A loan-to-value ratio (LVR) is a measure of how much a bank lends against residential property, compared to the value of that property. Borrowers with LVRs of more than 80 percent (less than 20 percent deposit) are often stretching their financial resources. They are more vulnerable to an economic or financial shock, such as a recession or an increase in interest rates.
LVR restrictions or ‘LVR speed limits’ restrict the amount of high-LVR lending a bank can do. These restrictions reduce the risk of a sharp housing downturn and the loss of equity that would result, particularly for highly-indebted home owners.
LVR restrictions are one of four macro-prudential tools the Reserve Bank can use to help reduce the system-wide risks that can develop during boom-bust financial cycles. These risks can be driven by rapid credit growth, rising household debt, or excessive liquidity.
This short video – Booms, busts and the way between – explains macro-prudential policy and the tools the Reserve Bank has to smooth out boom-bust cycles.
The Reserve Bank believes that the housing market is posing a growing risk to financial stability in New Zealand. Housing lending makes up about half of bank lending in New Zealand, and a home is usually the single largest asset that a family owns. Because of this, any instability in the housing market has the potential to undermine the stability of the wider banking system and economy.
In October 2013, Reserve Bank Governor Graeme Wheeler published an opinion article: Why Loan-to-Value Ratios were introduced.
The Reserve Bank actively monitors developments in the housing market and is committed to taking action when necessary.
Restrictions on high-LVR residential mortgage lending will take the form of a ‘speed limit’ that constrains how much high-LVR lending banks can do. This will allow banks to continue some high-LVR lending to some borrowers.
Banks will be required to restrict new residential mortgage lending at LVRs of over 80 percent (deposit of less than 20 percent) to no more than 10 percent of the dollar value of their new residential mortgage lending.
LVR restrictions will apply to new high LVR loans, and not retrospectively to existing loans.
Existing borrowers will only be affected if they want to take out a ‘top up’ loan which would take the total loan to value ratio above 80 percent.
The new restrictions will take effect on 1 October 2013.
No. Banks will still be able to do some lending to borrowers with low deposits. However, they must operate within the 10 percent speed limit on high LVR-lending.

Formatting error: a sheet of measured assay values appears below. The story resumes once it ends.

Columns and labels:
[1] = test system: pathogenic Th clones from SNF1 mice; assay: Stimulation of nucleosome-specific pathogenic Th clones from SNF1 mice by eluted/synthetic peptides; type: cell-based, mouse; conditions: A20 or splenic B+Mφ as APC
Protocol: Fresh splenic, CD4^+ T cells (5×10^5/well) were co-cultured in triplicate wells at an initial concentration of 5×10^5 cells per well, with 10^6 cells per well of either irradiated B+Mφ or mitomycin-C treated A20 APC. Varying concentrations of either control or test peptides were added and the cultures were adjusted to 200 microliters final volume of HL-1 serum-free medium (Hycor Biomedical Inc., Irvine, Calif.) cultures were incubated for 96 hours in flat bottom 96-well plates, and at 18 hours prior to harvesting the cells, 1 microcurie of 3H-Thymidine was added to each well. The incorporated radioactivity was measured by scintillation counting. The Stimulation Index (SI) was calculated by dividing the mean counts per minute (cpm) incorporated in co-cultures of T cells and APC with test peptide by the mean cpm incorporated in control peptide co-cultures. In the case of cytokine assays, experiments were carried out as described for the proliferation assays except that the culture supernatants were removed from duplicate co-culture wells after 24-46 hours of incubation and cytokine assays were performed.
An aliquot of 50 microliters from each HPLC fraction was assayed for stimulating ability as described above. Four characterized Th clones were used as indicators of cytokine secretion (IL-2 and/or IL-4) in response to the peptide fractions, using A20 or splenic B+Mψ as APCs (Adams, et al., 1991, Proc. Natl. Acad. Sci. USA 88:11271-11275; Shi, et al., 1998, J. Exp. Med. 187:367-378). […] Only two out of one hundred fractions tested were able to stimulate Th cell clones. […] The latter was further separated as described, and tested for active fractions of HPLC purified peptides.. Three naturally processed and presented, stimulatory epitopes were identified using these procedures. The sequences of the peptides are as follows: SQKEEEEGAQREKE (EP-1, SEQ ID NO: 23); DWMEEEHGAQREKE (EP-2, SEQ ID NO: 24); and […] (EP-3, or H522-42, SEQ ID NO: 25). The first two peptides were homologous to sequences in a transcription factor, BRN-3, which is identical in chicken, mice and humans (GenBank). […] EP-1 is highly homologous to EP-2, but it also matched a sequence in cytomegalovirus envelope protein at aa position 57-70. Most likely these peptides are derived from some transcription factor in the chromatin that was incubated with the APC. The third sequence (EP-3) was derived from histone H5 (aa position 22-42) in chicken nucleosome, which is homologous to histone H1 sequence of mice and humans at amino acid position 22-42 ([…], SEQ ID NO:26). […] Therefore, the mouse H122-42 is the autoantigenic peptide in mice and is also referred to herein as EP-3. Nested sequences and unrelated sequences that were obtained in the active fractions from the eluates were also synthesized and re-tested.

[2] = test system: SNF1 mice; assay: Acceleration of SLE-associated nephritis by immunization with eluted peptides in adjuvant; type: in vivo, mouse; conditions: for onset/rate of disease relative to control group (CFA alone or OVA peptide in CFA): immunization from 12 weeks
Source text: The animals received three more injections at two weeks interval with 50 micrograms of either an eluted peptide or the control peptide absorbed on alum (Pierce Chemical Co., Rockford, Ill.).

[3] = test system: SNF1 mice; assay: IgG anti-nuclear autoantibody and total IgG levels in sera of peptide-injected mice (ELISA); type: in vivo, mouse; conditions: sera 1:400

Yes. This exemption means that low deposit lending will fall outside the 10 percent speed limit if it is financing the construction of a new house or apartment. For more information read the questions and answers about the exemption.
The tightening of rules around high-LVR lending will support the stability of the housing market and help reduce the risk of a disorderly correction in house prices. While the availability of high-LVR loans will be reduced, many borrowers are not reliant on high-LVR lending and others may be able to obtain high-LVR loans under the speed limit approach.
The Reserve Bank actively monitors developments in the housing market, financial system and the economy, and is committed to taking action when necessary to support the long-term stability of the financial system. LVR restrictions are temporary measures, and will be lifted once housing market risks to financial stability lessen.
The new restrictions took effect on 1 October 2013. Initially, banks need to comply with the speed limit over a six month window. The window starts on the day LVR restrictions take effect.
This approach means that banks can run over the 10 percent speed limit in some individual months, if they have some loan pre-approvals they need to continue to honour. If so, they will need to run below the speed limit in other months within the six month window to ensure that they meet the 10 percent speed limit for the six month period as a whole.
After the first six month window has elapsed, the Reserve Bank will begin assessing the larger banks (those with housing lending of more than $100 million) using three-month rolling windows.
If a bank breaches the speed limit it will be in breach of its conditions of registration. The Reserve Bank would need to consider the reasons for the breach and may impose a range of sanctions. For more information about breaches, refer to the Statement of Supervisory Approach and the Statement of Enforcement Approach.
The following is the Reserve Bank’s schedule for the release of the Financial Stability Report.